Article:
Grain Orana Alliance chief executive officer Maurie Street is encouraging canola growers to reassess their approach to N management and investment to avoid leaving valuable yield “in the paddock”.
An increased focus on nitrogen (N) in canola could become a catalyst for growers to reap crop productivity improvements worth up to $400 per hectare.
Research being conducted by the GRDC Grower Solution Group Grain Orana Alliance (GOA) into the impact of N applications on canola yield has found significant responses to increased nitrogen rates, but also showed timing of application had little impact on final outcomes.
GOA chief executive officer Maurie Street is encouraging canola growers to reassess their approach to N management and investment to avoid leaving valuable yield “in the paddock”.
He believes yield increases of up to one tonne per hectare are possible if N applications are matched to N requirements, as determined by deep soil testing and nutrient budgets.
“Our trials over the past three years have shown in all but a couple of cases significant yield responses to N applications – in some cases more than 1t/ha,” Mr Street says.
“After running these trials and seeing the response to what would traditionally be considered very high rates of N, it’s now my belief that many growers could be leaving a significant amount of yield in the paddock due to lack of N.
“The trials have been assessing a range of application rates (up to 200 kilograms/ha of N) and timings – at sowing, top-dressing and a split treatment with half the N applied at sowing and half top-dressed.
“Certainly the lower levels of applied N (up to 50kg/ha) are the most profitable, often showing returns better than a 3:1 return on investment.”
Trial results have shown that, in many cases, applications of 100kg/ha of N still offer attractive returns for growers, but in several instances it proved economically viable to apply 200kg/ha of N, which equates to more than 400kg/ha of urea
The 200kg/ha N rate was initially only applied as an experimental treatment with the aim of haying off canola as that is the point where N becomes excessive and starts to depress yields, Mr Street says.
“However, after three years of trial work there hasn’t once been any evidence of yield reduction, which is far beyond expectation.
“This should give growers the confidence to apply liberal rates of N, even very early in the season, without the fear of over-fertilising the crop and running the risk of yield downturns if the season turns poor.
“The question now is whether that fertiliser will be available in the following wheat crop. The current thought is that it will, but GOA had trials in the ground in 2015 to investigate this theory and provide some more solid data to growers.”
The N work comes in the wake of trials conducted between 2010 and 2012 focusing on fine-tuning the addition of sulfur (S) to improve canola performance.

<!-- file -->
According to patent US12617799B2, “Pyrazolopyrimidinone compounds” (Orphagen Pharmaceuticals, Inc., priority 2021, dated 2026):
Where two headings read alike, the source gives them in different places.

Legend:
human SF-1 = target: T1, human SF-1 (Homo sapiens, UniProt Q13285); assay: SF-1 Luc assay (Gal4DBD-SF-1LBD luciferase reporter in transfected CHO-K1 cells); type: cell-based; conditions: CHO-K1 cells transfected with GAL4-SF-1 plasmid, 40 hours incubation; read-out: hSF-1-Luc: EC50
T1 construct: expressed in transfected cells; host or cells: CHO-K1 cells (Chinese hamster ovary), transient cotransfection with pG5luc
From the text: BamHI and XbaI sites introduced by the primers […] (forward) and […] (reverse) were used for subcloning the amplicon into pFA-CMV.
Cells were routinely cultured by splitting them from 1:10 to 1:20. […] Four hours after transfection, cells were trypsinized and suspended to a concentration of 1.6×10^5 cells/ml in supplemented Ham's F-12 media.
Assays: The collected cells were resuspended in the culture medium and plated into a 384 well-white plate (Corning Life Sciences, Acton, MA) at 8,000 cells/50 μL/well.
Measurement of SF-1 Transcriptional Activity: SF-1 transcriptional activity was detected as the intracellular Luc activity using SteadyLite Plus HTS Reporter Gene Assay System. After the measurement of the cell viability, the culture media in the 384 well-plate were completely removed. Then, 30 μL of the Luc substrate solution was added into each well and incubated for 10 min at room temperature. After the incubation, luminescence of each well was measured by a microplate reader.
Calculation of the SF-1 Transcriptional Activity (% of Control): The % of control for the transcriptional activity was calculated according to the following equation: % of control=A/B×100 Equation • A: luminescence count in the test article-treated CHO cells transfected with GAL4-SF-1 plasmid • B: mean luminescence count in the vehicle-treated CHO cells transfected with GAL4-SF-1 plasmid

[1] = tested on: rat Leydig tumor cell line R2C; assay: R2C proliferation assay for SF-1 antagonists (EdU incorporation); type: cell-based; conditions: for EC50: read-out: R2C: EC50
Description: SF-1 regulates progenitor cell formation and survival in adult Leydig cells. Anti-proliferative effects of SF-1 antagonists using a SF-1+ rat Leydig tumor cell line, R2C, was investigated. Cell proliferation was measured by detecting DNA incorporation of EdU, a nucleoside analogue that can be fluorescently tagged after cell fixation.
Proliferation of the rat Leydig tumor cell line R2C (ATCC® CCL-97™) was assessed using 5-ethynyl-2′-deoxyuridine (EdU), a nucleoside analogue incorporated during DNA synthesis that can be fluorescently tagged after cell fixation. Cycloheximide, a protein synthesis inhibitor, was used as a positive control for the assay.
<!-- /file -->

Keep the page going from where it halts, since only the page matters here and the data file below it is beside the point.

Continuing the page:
However, after three years, the trials failed to demonstrate any response to the addition of S in yield or oil percentage.
Although not the primary focus of the more recent trials, GOA has continued to include plus and minus S treatment but still has not seen any clear benefits of applying S.
“Traditionally S fertilising in canola was thought to be essential for optimum production and as such N requirements may have been addressed after S and phosphorus (P),” Mr Street says.
“This lack of response to S applications has raised questions over the priority placed on S additions in the GOA region.
“This work has identified often misquoted estimated removal rates of S being double what they really are. It has also highlighted the lack of calibrated soil test critical levels, both of which have impacted the predictability of S responses and may have contributed to an overstatement of potential profitability gains from S applications.”
Mr Street says the findings present a compelling case for some of the expenditure on S to be redirected to N where the response is far more common.
“Current recommendations consider S to be non-negotiable and N applications to be more seasonally dependent,” he says.
“This approach needs to be reversed – S application needs to be more prescriptive in its use and we need to refocus our attention and redirect our expenditure on getting our N rates right because this is where the money is.”
Maurie Street, GOA,
0400 066 201,
Sulfur strategy to improve profitability in canola in the central west of NSW (GRDC Grains Research Updates paper)
Canola growers are being encouraged to reassess their approach to N management and investment.
PHOTO: AM Photography
Store soil water to help close the yield gap
Trials to lift production efficiencies
GRDC Project Code
GOA00001, DAN00129, NGA00003